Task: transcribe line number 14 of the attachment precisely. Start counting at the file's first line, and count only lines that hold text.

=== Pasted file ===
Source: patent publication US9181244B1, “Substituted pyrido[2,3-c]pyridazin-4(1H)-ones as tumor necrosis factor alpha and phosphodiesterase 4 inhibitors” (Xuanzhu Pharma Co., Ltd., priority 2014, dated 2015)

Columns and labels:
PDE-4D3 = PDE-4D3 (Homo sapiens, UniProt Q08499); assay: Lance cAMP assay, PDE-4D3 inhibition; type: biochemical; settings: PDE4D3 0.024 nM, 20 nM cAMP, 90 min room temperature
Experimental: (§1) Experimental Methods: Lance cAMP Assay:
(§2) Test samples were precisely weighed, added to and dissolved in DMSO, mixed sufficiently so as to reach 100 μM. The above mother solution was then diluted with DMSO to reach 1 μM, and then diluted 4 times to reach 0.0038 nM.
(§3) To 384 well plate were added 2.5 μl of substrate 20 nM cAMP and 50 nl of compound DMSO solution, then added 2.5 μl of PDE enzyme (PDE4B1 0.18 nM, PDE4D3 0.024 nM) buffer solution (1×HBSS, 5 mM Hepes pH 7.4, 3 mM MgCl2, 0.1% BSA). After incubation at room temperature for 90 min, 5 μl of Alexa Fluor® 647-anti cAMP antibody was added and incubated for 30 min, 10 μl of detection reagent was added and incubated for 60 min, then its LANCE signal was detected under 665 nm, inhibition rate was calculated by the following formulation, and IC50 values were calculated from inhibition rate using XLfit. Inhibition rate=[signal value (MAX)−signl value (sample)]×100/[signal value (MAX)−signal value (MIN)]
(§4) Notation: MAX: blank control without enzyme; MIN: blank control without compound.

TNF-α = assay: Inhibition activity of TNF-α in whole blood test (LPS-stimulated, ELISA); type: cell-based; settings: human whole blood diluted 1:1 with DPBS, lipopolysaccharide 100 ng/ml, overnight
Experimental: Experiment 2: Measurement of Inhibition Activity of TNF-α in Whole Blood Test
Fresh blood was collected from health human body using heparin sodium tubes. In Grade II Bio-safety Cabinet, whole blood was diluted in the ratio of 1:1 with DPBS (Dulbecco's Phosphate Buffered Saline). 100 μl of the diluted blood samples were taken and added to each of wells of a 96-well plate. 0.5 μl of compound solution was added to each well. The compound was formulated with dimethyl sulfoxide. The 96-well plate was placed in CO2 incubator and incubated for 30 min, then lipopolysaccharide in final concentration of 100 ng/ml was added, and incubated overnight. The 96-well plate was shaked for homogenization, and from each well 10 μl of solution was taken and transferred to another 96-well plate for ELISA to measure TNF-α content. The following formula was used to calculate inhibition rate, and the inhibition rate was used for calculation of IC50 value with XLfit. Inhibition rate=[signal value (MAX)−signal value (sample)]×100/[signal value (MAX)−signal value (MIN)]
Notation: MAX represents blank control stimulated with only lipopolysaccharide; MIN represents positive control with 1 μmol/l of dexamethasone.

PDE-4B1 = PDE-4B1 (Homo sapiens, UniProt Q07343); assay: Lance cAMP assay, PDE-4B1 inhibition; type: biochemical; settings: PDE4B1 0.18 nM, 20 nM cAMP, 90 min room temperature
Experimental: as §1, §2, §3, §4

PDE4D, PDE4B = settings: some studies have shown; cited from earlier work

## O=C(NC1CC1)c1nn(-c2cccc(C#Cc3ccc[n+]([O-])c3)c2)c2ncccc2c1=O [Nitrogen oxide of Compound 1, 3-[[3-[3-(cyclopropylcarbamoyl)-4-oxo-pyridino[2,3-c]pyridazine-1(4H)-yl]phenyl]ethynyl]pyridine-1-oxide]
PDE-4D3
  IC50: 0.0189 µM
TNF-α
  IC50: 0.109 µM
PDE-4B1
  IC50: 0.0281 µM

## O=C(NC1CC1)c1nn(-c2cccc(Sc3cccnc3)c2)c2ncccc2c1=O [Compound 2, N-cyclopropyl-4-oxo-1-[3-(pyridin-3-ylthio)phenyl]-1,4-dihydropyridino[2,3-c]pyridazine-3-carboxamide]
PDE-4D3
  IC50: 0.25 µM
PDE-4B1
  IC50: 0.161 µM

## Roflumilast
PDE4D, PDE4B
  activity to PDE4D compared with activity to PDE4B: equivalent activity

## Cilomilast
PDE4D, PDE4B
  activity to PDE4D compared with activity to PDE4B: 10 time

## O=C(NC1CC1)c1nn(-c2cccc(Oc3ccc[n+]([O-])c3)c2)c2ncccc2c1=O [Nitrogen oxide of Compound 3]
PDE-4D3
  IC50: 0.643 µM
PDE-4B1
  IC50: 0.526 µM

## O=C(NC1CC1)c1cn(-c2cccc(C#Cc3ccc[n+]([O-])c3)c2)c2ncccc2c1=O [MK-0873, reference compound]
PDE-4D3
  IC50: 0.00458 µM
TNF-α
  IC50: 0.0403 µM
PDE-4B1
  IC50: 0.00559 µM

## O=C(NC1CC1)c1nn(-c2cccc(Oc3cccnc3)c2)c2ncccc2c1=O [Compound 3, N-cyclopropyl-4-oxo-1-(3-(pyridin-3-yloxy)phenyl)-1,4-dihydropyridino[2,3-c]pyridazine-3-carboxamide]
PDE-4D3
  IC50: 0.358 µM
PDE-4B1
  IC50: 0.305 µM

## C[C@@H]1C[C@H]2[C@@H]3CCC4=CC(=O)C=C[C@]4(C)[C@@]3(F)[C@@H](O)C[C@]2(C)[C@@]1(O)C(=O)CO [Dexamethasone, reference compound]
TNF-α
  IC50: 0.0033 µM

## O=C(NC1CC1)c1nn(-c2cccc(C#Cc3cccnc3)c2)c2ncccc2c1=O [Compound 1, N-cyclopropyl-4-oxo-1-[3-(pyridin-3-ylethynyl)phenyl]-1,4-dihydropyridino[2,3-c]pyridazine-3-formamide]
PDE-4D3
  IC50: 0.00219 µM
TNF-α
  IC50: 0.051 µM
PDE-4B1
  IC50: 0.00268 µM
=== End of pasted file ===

PDE4D, PDE4B = settings: some studies have shown; cited from earlier work